Perhaps a company might have formerly been able to develop new business and retain current clients simply by advertising, direct mail, maintaining a storefront or Web site and by telemarketing. Social networking – the use of various Web 2.0 tools, such as blogging, chat groups, forums, online communities and SoNet platforms like Twitter and Facebook – is radically changing all of this, however. SocialMediaToday calls it "the Social Media Revolution." BusinessWeek claims it "will change your business."

FACT: Our world is changing technologically and demographically.

FACT: Traditional marketing and advertising is making less of an impact on today’s decision-maker.

FACT: Small and midsized businesses could greatly benefit by creating the types of networks and communal resources that are typically only afforded by large corporations.

At Group 221, we were recently approached by a company seeking help in developing a prototype social media marketing strategy. Involved in the travel industry, the company was a leader in their niche, while managing to operate with only 40 or so employees. They had come to a crossroads in the corporation’s lifespan: Their customers’ needs, desires and habits were changing rapidly, while the company’s methodology continued to remain mired in the “old ways” of marketing and communicating. They were searching for new ideas.

Our client quickly grasped the concept that SoMe could help them build a loyal and committed community. They found that our phrase, “a social media marketing strategy allows you to entertain, educate and engage,” resonated and aligned with their corporate goal to become “the go-to place” for their customer base of small, entrepreneurial companies being recruited into a membership program.

Their biggest concern was the manpower resources that might be required. We promised to address this during the course of the project. We agreed to present our new client with a plan that would a) analyze their audience, competition and current status, b) provide them with a nuts-and-bolts, step-by-step social media plan and c) help them determine what resources – internally and/or externally – they would need to achieve their objectives. Our plan was as follows:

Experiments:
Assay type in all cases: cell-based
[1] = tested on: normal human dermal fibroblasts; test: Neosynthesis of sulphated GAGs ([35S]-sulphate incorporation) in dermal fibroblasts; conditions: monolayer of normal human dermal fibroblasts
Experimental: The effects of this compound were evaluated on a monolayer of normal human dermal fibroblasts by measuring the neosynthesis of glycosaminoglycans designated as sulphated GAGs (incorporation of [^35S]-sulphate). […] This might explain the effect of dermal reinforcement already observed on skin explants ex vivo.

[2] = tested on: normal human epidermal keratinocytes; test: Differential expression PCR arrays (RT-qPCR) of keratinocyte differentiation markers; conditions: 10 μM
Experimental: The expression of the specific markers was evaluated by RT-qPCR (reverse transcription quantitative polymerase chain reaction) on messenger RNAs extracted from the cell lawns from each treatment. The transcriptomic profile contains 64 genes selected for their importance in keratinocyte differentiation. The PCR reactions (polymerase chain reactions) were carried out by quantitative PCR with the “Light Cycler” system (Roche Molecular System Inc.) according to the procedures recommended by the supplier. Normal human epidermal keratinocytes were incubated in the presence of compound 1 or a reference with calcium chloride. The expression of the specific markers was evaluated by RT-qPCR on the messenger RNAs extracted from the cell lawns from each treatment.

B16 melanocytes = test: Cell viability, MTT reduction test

Action Plan for Creating Social Media Strategy

1. Group 221 provides the client with a series of proprietary worksheets to serve as a comprehensive questionnaire concerning their business, the competition, current situation and their goals and objectives. We review the worksheets with the client, item by item.

2. We then perform independent research to review the client’s product, what the competition is doing and how to reach the prospective customer.

a. People: Who are your prospects and customers, and how do they feel about your brand, service and products? Are they talking about you online? If so, what is your online reputation? (Positive, negative, neutral?)
b. Competition: What are your competitors doing online? Where can we leapfrog them? What is their online reputation?
c. Prospective Customers: How do your prospects wish to converse? How can you effectively use SoMe to communicate your company’s benefits and gain an audience among professional travel buyers most likely to purchase your product?

3. Group 221 then presents the client with a summary of our findings, recommended tactics to follow and a suggested timetable.

4. We study, analyze and identify resources to implement our client’s plan.

5. We typically provide them with a timetable that schedules activities on a graduated level of intensity. Ordinarily, our clients prefer to start out gradually so that results can be analyzed and quantified.


Companies wishing to excel in today’s environment must, in most cases, adapt themselves to the new methods of communicating. A company that accepts that SoMe needs to be part of their strategic roadmap for survival, must also be willing to allocate some upfront time and brainpower to better understand the “road conditions”; what avenues their customers and competition are taking and what direction they should be taking.

Sharon Drechsler, Group 221

Monday, April 27, 2009

#1 reason businesses should participate in social media

My new friend, a terrific thought-leader and the proximate cause of, Barry Brown, was kind enough to critique my recent apologetic for social media, or SoMe. (See my April 23, 2009 post, "5 Reasons to Participate in Social Media.")

His first impression was that I was talking to a reader that has little or no knowledge of SoMe. Indeed, that was my aim, but I also found the exercise of noodling about this global phenomenon to be refreshing and clarifying. PR and marketing professionals using SoMe often feel they have affixed their passions like votive candles in paper boats amidst a channel of eddying currents. Sometimes we just need a slack tide, for a time.